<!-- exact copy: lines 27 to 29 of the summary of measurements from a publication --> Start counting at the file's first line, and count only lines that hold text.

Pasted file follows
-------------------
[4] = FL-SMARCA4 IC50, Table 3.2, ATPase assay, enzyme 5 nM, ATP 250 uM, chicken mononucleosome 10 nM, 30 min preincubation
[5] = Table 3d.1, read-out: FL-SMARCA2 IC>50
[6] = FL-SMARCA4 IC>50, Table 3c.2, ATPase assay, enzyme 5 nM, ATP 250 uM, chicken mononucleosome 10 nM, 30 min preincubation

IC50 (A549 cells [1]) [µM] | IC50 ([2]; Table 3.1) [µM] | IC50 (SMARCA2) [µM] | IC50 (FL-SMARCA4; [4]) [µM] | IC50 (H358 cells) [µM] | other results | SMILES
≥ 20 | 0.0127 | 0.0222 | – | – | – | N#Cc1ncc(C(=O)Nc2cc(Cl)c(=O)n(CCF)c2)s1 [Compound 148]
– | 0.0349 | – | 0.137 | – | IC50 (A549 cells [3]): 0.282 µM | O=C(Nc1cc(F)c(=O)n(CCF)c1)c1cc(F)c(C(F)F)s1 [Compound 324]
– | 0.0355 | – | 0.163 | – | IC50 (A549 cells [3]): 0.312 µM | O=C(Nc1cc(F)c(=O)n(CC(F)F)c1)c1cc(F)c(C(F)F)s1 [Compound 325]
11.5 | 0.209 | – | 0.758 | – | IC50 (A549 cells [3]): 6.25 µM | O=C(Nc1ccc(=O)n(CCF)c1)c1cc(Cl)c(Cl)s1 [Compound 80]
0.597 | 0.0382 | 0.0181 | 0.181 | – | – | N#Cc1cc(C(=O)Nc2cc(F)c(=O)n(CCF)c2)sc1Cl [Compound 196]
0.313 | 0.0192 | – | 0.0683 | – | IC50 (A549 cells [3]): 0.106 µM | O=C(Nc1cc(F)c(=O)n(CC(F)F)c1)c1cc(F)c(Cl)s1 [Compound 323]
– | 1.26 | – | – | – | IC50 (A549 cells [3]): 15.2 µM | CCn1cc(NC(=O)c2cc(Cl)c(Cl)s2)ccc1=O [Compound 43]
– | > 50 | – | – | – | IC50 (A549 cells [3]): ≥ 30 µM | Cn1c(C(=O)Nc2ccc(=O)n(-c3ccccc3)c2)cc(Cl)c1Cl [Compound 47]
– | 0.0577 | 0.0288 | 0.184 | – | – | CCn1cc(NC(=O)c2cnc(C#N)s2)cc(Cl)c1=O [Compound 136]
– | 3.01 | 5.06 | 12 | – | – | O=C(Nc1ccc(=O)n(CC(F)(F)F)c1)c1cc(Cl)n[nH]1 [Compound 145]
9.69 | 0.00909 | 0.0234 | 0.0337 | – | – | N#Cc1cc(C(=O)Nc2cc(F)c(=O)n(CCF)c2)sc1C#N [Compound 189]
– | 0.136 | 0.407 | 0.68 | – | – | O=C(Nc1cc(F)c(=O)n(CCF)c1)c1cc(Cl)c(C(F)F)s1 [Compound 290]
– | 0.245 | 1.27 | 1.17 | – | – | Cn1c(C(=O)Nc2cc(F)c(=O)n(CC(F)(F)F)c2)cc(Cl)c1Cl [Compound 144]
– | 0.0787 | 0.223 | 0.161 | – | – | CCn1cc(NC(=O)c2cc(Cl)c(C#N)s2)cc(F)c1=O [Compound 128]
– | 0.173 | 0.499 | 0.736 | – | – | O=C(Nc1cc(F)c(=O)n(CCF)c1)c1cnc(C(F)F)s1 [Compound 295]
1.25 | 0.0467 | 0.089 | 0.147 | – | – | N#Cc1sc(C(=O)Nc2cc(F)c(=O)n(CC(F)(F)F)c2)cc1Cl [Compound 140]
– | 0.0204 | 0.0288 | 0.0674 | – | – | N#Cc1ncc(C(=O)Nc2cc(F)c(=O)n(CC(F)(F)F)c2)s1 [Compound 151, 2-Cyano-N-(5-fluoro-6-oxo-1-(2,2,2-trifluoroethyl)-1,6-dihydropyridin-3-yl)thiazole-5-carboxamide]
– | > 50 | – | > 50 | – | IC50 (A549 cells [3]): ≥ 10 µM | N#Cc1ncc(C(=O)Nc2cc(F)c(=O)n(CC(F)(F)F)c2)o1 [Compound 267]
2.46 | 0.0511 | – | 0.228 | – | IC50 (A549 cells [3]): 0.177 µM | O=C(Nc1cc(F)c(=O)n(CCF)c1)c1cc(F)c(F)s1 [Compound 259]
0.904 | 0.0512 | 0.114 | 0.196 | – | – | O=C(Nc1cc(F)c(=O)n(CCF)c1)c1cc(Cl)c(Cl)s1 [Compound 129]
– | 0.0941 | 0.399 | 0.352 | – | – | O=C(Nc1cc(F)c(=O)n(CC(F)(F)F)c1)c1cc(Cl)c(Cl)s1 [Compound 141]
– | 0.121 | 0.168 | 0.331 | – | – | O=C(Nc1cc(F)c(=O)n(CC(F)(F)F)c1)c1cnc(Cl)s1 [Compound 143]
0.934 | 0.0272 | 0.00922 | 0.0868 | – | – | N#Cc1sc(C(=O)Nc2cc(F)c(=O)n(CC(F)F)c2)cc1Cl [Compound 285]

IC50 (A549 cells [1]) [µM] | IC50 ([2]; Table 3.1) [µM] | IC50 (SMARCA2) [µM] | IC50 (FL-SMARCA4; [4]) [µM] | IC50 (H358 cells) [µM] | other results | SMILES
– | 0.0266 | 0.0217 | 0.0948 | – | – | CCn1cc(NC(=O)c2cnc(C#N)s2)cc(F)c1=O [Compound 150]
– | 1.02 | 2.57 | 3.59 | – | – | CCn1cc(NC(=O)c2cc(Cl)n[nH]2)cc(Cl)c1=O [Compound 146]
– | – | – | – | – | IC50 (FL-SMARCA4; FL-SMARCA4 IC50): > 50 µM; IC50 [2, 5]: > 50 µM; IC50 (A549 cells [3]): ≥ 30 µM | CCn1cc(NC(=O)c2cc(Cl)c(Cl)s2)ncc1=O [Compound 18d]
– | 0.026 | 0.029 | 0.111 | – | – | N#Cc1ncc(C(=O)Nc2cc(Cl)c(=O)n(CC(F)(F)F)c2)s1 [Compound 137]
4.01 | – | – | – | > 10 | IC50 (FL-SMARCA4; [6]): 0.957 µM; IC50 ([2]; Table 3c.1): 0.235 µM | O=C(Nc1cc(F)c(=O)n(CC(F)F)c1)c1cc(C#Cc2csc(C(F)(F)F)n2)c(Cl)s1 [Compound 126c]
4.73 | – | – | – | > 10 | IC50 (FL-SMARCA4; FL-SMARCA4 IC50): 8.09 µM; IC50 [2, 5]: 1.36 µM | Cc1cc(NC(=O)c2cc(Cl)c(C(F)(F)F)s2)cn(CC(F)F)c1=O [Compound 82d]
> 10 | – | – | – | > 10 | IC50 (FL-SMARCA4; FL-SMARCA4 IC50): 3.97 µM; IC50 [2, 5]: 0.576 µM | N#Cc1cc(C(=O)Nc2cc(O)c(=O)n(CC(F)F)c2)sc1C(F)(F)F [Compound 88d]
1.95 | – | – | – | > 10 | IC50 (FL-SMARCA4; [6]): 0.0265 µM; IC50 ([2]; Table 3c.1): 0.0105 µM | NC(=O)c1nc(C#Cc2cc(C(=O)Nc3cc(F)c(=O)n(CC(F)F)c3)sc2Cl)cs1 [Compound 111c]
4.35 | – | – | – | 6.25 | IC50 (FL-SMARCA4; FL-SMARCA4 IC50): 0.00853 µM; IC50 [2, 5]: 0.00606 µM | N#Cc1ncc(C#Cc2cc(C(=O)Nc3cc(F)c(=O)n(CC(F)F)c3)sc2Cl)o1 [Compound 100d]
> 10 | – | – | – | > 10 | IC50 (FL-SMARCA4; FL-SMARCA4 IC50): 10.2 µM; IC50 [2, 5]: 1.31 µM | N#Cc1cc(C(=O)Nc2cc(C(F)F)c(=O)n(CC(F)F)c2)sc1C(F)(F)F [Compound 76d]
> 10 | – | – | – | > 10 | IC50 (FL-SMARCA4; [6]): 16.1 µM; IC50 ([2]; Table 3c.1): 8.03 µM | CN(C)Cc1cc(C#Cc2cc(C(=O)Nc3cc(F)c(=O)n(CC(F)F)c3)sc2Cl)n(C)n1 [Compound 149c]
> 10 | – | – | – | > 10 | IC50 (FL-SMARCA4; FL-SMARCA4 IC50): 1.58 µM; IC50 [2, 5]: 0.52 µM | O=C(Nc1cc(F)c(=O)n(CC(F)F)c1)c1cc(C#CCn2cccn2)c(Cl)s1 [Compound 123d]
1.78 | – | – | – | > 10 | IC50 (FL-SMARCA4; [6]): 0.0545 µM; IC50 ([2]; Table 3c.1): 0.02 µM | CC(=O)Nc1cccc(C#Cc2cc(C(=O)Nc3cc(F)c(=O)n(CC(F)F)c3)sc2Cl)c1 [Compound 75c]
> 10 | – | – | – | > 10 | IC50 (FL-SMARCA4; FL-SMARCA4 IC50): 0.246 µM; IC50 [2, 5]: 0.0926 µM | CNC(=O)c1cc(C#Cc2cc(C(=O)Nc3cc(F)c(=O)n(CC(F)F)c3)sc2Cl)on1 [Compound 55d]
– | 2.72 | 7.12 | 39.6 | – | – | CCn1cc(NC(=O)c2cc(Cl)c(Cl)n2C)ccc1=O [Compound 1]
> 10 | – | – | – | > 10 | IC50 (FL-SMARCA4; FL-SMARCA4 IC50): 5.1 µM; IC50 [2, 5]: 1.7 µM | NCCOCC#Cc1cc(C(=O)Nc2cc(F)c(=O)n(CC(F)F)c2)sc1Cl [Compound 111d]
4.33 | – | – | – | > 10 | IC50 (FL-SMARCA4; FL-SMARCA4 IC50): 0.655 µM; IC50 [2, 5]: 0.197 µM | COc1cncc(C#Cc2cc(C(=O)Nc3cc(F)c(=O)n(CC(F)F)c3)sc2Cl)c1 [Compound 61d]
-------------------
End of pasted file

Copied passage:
0.934 | 0.0272 | 0.00922 | 0.0868 | – | – | N#Cc1sc(C(=O)Nc2cc(F)c(=O)n(CC(F)F)c2)cc1Cl [Compound 285]

IC50 (A549 cells [1]) [µM] | IC50 ([2]; Table 3.1) [µM] | IC50 (SMARCA2) [µM] | IC50 (FL-SMARCA4; [4]) [µM] | IC50 (H358 cells) [µM] | other results | SMILES
– | 0.0266 | 0.0217 | 0.0948 | – | – | CCn1cc(NC(=O)c2cnc(C#N)s2)cc(F)c1=O [Compound 150]